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What is behind the coronavirus trading boom?

You might think the quickest stock market crash [1] since the Great Depression, a global pandemic, the daily death count on the news, and millions of people losing their jobs would turn people off investing.

Yeah, well, people are weird.

The past few months have seen an army of new customers open accounts with online brokers.

Still crazy after all these fears

At first the influx of avid traders was chalked up to the lure of commission-free trading in the US.

But the spike in interest came well after the advent of free dealing, and mostly coincided with quarantine:


Viral investing

Source: CNBC [3]

Besides, UK platforms like Interactive Investor [4] and Hargreaves Lansdown [5] that charge dealing fees have also been as busy as a doctor with a Covid-19 test kit during lockdown.

According to the Financial Times [6]:

The Share Centre [7] reported a 269% increase in brokerage account openings from March 9 to 30, compared with the same period in 2019.

The month of March is typically busy for investment and savings accounts as the Isa season reaches its height, but the numbers have exceeded the expected annual uplift. Half of all accounts opened on the platform since February 17 were opened in the final two weeks of March.

Interactive Investor, the UK broker, reported a 119% increase in the number of Isa accounts opened on its platform between February 18 and the end of March compared with the previous year. The number of self-invested personal pension (SIPP) accounts opened was also up almost 50% over the same period. Interactive Investor has reported record trading volumes since mid-February.

Vanguard UK reported a three-fold increase in the number of new accounts opened in the first quarter of 2020, compared with the same period in 2019. Account openings in March were up 60% on the previous month.

You can anyway trade for free in the UK, too, with FreeTrade [8]1 [9].

The UK-based Robin Hood rival now has over 150,000 customers. More than 50,000 signed up in the first few months of 2020.

Other explanations for the trading craze point to the sports shutdown – which also kyboshed the gambling business – or to how millennials grew up watching the market recover from every setback, and now want their piece of the action.

‘Just buy the %$& dip’ has been a winning mantra since 2009. It’s doing okay in 2020, too.

But maybe the boom in traders was simply because billions of people were sitting around at home bored and self-isolating?

During lockdown we meet our friends online, date online, get our rocks off online (maybe no big change there), and learn how to bake sourdough online.

Why not go all Wolf of Wall Street online, too?

There’s nothing dumb about investing during a bear market [10]. A crash means shares are cheaper, and expectations for future returns higher. With a long-term view it’s rational.

It’s not how people usually behave though – that’s the point. Share trading mania is associated with markets soaring, not slumping. Think dotcom boom or Bitcoin bubble.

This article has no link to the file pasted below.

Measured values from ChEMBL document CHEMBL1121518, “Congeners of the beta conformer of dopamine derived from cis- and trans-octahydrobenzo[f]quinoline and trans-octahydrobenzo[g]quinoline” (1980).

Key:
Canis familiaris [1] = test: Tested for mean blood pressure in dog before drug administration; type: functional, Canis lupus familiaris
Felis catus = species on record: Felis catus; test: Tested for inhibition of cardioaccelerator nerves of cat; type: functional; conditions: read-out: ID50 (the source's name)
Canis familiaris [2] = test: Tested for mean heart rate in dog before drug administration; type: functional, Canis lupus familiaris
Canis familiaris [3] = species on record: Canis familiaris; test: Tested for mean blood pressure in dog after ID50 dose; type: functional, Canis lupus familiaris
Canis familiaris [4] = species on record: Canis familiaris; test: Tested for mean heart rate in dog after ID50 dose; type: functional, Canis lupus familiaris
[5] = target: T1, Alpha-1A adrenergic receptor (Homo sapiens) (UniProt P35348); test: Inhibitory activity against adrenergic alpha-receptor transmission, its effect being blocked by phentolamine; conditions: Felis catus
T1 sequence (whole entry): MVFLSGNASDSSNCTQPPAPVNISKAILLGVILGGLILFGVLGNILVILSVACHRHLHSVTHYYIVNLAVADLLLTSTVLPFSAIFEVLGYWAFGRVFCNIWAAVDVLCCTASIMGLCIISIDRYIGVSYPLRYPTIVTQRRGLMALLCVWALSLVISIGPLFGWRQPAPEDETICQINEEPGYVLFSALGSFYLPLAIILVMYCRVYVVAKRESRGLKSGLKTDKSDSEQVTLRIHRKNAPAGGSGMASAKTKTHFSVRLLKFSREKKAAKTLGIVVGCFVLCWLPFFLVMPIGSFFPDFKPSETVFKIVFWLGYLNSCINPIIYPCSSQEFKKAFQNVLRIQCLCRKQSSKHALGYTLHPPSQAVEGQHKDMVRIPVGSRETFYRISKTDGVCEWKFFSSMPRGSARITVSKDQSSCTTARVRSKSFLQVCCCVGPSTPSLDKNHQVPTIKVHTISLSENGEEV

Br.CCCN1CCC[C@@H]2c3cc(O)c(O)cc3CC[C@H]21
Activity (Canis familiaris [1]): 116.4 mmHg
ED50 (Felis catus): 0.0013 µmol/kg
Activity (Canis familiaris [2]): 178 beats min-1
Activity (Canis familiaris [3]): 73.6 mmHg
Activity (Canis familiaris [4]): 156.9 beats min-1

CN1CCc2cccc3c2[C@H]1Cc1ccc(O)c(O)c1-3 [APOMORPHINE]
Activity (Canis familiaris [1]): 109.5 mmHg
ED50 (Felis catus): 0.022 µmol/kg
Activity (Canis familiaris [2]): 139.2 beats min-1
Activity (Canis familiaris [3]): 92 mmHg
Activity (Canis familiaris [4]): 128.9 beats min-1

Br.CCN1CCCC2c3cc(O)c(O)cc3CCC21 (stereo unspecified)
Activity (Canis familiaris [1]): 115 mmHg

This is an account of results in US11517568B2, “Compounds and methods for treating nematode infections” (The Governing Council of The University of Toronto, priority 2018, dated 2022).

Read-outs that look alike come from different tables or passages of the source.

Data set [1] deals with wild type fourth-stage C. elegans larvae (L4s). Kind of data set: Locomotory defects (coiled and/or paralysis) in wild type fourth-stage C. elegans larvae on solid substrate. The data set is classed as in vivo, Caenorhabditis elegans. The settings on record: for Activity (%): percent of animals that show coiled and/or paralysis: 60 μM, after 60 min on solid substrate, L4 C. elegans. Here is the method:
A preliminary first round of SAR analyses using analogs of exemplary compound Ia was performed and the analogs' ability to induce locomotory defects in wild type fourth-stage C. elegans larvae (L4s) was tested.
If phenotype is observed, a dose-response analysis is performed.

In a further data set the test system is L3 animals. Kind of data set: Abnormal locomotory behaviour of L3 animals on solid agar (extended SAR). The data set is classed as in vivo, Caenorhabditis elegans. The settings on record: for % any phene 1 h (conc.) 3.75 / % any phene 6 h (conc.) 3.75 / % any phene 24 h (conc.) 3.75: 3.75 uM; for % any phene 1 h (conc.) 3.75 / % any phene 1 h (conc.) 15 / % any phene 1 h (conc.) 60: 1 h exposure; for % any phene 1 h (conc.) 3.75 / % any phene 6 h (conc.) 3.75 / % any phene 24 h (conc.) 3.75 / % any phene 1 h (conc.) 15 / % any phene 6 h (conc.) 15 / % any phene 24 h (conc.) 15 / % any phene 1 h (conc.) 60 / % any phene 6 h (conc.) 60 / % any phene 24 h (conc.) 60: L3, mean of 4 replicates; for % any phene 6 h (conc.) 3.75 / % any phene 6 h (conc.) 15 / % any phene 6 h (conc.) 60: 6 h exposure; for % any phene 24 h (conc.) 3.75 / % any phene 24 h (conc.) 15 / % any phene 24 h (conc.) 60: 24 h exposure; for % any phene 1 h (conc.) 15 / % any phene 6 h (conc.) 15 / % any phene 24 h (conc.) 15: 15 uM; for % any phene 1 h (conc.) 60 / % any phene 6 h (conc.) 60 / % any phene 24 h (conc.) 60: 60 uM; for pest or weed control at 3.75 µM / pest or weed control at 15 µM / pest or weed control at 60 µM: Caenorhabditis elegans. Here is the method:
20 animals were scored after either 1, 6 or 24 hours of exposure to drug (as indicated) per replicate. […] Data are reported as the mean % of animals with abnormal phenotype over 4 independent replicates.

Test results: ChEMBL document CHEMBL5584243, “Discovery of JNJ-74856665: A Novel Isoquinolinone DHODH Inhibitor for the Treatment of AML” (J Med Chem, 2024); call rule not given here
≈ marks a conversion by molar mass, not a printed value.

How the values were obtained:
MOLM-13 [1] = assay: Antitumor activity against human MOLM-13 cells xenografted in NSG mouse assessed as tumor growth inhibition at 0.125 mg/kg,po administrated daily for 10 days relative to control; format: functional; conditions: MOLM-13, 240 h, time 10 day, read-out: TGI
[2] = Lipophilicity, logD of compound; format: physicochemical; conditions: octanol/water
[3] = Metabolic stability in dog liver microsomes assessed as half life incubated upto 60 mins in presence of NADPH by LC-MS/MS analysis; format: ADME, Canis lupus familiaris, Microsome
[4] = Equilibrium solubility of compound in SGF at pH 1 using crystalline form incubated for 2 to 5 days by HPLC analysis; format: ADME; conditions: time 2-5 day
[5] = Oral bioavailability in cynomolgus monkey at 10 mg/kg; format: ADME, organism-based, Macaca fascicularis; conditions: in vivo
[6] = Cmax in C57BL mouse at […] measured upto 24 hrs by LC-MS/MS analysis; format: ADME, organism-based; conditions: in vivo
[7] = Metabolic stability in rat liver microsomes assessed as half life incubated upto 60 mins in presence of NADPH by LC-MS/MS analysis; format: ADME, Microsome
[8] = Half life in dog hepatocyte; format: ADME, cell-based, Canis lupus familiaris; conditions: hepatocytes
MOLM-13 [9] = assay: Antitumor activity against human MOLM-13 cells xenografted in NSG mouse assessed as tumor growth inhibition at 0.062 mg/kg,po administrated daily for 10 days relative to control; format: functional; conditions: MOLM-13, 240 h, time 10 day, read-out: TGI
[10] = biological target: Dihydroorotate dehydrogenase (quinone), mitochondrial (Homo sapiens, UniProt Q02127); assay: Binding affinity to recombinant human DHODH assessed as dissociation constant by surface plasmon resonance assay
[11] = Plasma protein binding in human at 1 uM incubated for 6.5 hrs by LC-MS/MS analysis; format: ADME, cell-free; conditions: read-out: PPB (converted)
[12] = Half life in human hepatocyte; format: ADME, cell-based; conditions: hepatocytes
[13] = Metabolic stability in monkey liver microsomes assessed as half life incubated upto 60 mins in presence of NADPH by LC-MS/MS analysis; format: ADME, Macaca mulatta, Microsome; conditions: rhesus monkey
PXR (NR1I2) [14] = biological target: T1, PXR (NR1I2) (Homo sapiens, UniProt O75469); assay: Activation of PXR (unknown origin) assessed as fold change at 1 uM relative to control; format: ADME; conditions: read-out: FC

This is what makes the surge in interest during the coronavirus crash so remarkable.

You too can lose money on the stock market!

The point is: millions are now in shares who weren’t just six months ago.

And some pundits say they’re already having an impact – mockingly pinning the recent ‘irrational’ rally on these smartphone traders buying Tesla and Zoom while the smart institutional money sits on the sidelines.

I don’t buy that.

For a start I don’t think the smart money is all that smart when it comes to market timing.

Besides, I welcome this legion of new investors.

I’ve heard podcasters laugh at their exploits, but we all begin somewhere. I also believe capitalism works best when more of us think like capitalists [11] – rather than just leaving it to the 1% to get rich.

More people investing in shares means more chance of spreading it around.

Or at least it does if they stick with investing for long enough…

And that’s the one thing I am worried about.

Because the statistics behind short-term / day-trading are brutal. Most people who try to trade lose money. The vast majority will lag super-simple investing that uses index funds [12].

Day-trading is not only very hard to profit from – it’s too much fun [13] to be profitable, unless you happen to be running a brokerage:

Losing money makes you want to go back for more. Las Vegas wasn’t built on the triumphs of its punters, but on the takings of the house.

And in the long run, the house nearly always wins.

People choose day-trading as opposed to trying their hand at freelance tax accountancy because one seems exciting and the other insanely tedious.

But the truth is that if you want to make easy money [14], you should do something hard.

If you can’t beat ’em…

I’d be a hypocrite though if I didn’t admit that I am an avid active investor [15] myself.

So next week I’ll share 12 tips for new traders that might help set you off on the right path with stock picking. Subscribe [16] to make sure you get it.

Why do you think the share trading boom has taken place during such a grim time for society and the economy? Let us know in the comments below.

If you want to try share trading, do so for free with Freetrade [8]. Sign up via that link and we both get a free share to get you started. The Interactive Investor link in this article is also an affiliate link. These are marketing costs for these businesses, and doesn’t affect the price you pay.

  1. Note: This and other links may be affiliate links. See my comment at the end of the article. [ [21]]